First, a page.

Heretics is the companion volume to the previously published Orthodoxy in Hendricksons Christian Classics series. In Heretics G. K. Chesterton unmasks the heresies of contemporary thinking by exposing the faulty thinking of popular notions, especially apparent in the arts. An often overlooked book that contains some of Chestertons strongest writing, the author takes on the heresies of modern thought, such as negativism, relativism, neo-paganism, puritanism, aestheticism, and individualism. The book includes one of his best essays: On Certain Modern Writers and the Institution of Family.
This 1905 collection of articles focuses on the eras heretics: those who pride themselves on their superiority to conservative views. Chestertons companion volume to Orthodoxy asseses such artists and writers as Kipling, Shaw, Wells, and Whistler with the authors characteristic wisdom and good humor.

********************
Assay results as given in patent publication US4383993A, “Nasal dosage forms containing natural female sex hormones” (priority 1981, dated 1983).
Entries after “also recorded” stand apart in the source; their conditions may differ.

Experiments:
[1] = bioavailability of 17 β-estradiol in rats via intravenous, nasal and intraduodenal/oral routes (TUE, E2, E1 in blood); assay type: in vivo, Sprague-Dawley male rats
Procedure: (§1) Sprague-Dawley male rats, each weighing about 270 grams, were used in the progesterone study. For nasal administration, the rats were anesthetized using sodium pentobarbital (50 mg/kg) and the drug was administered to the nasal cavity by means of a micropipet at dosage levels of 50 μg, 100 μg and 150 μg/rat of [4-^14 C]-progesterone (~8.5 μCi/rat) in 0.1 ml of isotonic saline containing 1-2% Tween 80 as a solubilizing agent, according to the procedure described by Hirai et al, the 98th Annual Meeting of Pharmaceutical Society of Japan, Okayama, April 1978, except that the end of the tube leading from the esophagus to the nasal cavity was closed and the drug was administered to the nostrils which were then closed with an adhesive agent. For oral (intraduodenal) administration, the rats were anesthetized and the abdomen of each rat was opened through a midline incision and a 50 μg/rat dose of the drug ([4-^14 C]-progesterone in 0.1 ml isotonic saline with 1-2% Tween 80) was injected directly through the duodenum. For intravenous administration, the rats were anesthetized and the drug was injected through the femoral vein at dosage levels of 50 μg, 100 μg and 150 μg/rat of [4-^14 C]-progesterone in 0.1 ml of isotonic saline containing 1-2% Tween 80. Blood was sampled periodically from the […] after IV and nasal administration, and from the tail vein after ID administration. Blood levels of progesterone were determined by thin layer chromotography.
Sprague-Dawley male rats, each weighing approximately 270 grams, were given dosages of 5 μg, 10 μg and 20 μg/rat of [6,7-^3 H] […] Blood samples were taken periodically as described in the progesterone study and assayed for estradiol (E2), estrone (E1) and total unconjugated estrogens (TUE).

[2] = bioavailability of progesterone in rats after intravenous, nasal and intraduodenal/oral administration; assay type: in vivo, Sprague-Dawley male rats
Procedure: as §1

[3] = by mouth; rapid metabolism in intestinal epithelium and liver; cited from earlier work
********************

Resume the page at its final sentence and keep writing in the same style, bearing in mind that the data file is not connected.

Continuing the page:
Chesterton was one of the spiritual influences on C. S. Lewis. Readers who appreciate the writings of Lewis will want to explore the writings of those who influenced him, including Chesterton.
Gilbert Keith Chesterton
Gilbert Keith Chesterton (1874-1936) was an English journalist, poet, biographer, historian, debater, radio personality, and novelist. One of the literary giants of the twentieth century, Chesterton constantly participated in public life, debating George Bernard Shaw and H.G. Wells, and maintaining on-going witty arguments with leading journalists and critics of his time. He is the author of more than 100 books on a wide variety of subjects; he is best known for his much-loved Father Brown series of detective stories and this apologetic classic.
One of Chestertons earliest books, Heretics, is also one of his best. Overflowing with characteristic wit, incisiveness, and splendid gusto, here is Chestertons razor-sharp analysis of the fallacies of modern thought as exemplified in the leading writers of the time. Nietzsche, Shaw, Yeats, Kipling, Ibsen, H.G. Wells and others, are all submitted to a ruthless Chestertonian examination. However, true to his character, Chesterton gives the antagonist his due, while allowing the reader to celebrate the real value of his work.